if op gives you some more details; you can spec? So good of you.

    Will that include bonding? I will wait and see.
     
  8. rxcomposite
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    rxcomposite Senior Member

    If it is in my database or I can come up with something close. Too busy with other work.
     
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  9. Rumars
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    Rumars Senior Member

    Fallguy, I'm curious, what is the finished weight per square foot or yard of one of your panels with 1700 each side of whatever thickness of foam you use?
     
  10. fallguy
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    fallguy Senior Member

    21.8 pounds 12#Gurit Corecell M80
    170z glass at 100% resin both sides

    calc
    32 square feet
    3.55 sqyd
    7.11 sqyd both sided
    241.78 ounces resin and glass at 100% resin
    15.11 pounds resin
    6.68# core
    21.788# total
    0.6808 pounds per sqft
    0.309 kg per sqft
    10.764 sqft per sqm
    3.33 kg per sqm

    using vac reduces the resin by say 30% or gives

    2.98 kgsm

    using lower density core saves some more; not the original idea

    2.54 kgsm

    using 45# density core

    Let me know if I erred. My favorite mistake is switching 2.2 kilos for a pound. I slept poorly last nite. My father is sort of gravely ill we think.

    In my original estimates, I used a sheathed plywood iirc.

    But I think he saves about 50% of the plywood weight if he does it right.

    So, pretty close to that 10 bottles of wine. Just for fun.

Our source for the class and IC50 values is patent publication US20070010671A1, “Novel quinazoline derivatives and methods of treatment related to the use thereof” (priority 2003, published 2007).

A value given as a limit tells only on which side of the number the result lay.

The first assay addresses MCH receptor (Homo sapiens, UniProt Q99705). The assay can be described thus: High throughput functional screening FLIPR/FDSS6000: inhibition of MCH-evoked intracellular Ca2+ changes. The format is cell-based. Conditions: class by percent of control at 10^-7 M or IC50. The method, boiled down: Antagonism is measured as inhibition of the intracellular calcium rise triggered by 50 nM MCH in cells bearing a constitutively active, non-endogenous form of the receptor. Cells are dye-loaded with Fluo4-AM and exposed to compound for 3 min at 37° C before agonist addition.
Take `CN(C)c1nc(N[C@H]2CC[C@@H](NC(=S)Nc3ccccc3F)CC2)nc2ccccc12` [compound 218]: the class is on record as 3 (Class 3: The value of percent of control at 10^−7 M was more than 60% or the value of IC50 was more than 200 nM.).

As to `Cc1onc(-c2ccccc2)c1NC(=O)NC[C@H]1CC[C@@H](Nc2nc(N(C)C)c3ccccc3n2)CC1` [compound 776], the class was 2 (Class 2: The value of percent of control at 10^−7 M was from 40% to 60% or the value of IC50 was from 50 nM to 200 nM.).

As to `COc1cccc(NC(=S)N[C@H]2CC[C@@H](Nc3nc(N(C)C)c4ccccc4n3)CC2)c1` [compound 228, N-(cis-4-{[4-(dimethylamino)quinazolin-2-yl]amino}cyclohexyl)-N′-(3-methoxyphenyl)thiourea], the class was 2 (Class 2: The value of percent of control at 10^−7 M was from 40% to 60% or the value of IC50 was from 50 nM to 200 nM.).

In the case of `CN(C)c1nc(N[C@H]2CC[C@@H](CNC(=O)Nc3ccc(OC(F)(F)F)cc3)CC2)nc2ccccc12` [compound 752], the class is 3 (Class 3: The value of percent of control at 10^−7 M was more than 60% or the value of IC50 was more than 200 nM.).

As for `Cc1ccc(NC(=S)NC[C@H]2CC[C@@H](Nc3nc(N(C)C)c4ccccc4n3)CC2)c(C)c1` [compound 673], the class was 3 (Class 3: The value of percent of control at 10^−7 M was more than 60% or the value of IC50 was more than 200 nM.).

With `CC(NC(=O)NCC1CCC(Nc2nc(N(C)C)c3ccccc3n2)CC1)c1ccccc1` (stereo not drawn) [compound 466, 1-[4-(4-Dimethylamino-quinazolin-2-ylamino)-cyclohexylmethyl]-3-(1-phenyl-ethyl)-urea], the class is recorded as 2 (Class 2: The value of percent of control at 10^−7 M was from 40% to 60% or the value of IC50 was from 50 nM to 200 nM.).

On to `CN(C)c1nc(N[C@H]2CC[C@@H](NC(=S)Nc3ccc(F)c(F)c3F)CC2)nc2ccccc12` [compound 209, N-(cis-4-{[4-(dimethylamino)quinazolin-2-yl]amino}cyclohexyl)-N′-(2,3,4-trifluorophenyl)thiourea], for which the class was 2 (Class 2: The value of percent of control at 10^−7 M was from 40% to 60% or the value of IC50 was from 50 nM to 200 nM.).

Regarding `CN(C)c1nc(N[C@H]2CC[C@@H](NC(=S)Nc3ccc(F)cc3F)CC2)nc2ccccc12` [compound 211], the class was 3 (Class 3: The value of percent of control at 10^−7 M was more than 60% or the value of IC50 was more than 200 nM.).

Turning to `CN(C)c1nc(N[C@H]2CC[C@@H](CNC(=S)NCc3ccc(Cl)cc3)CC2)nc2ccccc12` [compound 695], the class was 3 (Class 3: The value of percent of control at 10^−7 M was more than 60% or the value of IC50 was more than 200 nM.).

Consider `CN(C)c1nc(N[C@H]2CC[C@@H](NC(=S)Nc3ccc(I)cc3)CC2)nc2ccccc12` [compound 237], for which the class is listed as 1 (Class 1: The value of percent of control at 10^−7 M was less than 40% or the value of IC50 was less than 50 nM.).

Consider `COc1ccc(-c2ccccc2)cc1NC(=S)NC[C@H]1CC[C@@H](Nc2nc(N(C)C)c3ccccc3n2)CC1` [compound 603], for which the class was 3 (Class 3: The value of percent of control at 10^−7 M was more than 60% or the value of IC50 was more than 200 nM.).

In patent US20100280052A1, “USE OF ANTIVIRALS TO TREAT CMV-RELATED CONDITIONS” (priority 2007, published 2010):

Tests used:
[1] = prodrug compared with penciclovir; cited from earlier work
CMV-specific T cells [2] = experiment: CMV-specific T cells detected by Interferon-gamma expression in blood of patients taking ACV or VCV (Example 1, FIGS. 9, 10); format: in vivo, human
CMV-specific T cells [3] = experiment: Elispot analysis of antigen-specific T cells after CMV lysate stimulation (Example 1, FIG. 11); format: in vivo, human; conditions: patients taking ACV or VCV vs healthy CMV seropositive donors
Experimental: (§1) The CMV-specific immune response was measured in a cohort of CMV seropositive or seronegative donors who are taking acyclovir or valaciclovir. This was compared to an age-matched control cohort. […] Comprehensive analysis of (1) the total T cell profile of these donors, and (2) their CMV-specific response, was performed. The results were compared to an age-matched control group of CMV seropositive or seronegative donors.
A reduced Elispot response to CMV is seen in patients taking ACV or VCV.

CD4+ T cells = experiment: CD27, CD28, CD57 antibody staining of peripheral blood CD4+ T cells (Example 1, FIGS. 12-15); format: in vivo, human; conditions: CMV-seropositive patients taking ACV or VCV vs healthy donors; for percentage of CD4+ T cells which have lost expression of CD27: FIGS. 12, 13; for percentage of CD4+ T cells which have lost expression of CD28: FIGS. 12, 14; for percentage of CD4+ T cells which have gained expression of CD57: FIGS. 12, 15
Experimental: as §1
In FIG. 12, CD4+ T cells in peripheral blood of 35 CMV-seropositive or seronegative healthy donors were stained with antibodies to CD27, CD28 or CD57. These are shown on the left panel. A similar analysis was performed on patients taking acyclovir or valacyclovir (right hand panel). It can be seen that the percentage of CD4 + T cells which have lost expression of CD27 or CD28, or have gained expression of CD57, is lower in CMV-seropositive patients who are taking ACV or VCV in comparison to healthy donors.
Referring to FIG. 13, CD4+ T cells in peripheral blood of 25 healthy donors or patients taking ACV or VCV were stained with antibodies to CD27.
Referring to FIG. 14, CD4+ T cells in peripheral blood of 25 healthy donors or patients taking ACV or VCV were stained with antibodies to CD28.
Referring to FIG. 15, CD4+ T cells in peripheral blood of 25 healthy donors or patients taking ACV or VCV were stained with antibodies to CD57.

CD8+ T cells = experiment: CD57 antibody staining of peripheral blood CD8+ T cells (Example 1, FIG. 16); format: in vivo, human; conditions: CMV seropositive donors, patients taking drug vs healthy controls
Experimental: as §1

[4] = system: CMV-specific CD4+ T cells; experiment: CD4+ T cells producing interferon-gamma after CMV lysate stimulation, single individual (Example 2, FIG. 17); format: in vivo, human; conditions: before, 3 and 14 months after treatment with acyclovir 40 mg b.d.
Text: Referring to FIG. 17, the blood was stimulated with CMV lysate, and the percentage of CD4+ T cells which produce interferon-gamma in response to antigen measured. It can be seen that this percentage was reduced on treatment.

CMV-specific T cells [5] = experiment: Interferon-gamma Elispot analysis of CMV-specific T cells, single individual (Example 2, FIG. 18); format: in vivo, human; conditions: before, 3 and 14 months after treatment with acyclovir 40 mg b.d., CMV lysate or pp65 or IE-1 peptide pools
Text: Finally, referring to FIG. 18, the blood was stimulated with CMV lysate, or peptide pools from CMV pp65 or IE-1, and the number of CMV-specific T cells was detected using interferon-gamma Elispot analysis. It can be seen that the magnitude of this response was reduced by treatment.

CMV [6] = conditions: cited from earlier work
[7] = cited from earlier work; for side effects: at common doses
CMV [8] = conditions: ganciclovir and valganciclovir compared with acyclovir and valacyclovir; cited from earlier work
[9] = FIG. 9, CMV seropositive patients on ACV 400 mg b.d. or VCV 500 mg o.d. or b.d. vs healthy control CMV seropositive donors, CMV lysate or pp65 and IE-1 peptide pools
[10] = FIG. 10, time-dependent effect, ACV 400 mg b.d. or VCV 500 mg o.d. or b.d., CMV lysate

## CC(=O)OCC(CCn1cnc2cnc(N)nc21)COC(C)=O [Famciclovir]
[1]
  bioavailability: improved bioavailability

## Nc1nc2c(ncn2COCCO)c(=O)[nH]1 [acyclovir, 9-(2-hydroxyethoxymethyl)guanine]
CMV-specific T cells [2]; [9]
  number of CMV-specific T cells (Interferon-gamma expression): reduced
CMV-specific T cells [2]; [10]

I should link the video. Classy lady.
     
  11. fallguy
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    fallguy Senior Member

    My panels I build with vac are running closer to 65% resin. I am always terrified they are dry, but rx and others have assured me those are decent numbers. Intuitively, a 20 pound panel seems about right.
     
  12. Rumars
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    Rumars Senior Member

    Your calculations are indeed correct, but I was more interested in actual measured weight from a sample. If we know the actual dimensions and weight it's easy to scale it up to whatever we want.
    The bigger question is what thickness of plywood equals your sample panel. The rule of thumb I know is that 17oz each side of 12mm H80 corresponds to 6mm ply, but maybe I know wrong.
     

  13. fallguy
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    fallguy Senior Member

    My bulkhead panels were all made with the layup I cited under vac and the three tested averaged 65% resin or the 2.98 kgm number. They are light. Bonded into the hull rather well.

    Here is an interesting prior thread that goes on and on and ultimately compares an 80 kg foam layup to 9mm ply and the foam layup calls for double the glass. The problem with the comparison is that all of the loading on these panels is way different than a hull.

    plywood and foam sandwich comparison https://www.boatdesign.net/threads/plywood-and-foam-sandwich-comparison.40533/

    And I think it is still important to recognize, 9mm ply was never an ultralight solution just as I am not an engineer. The more likely reason the 9mm was chosen is because it is the smallest thick ess of ply one would be comfortable sitting on...

    I would like to compare the wood cleats to glass tapes just for semantics, but I have to go for now.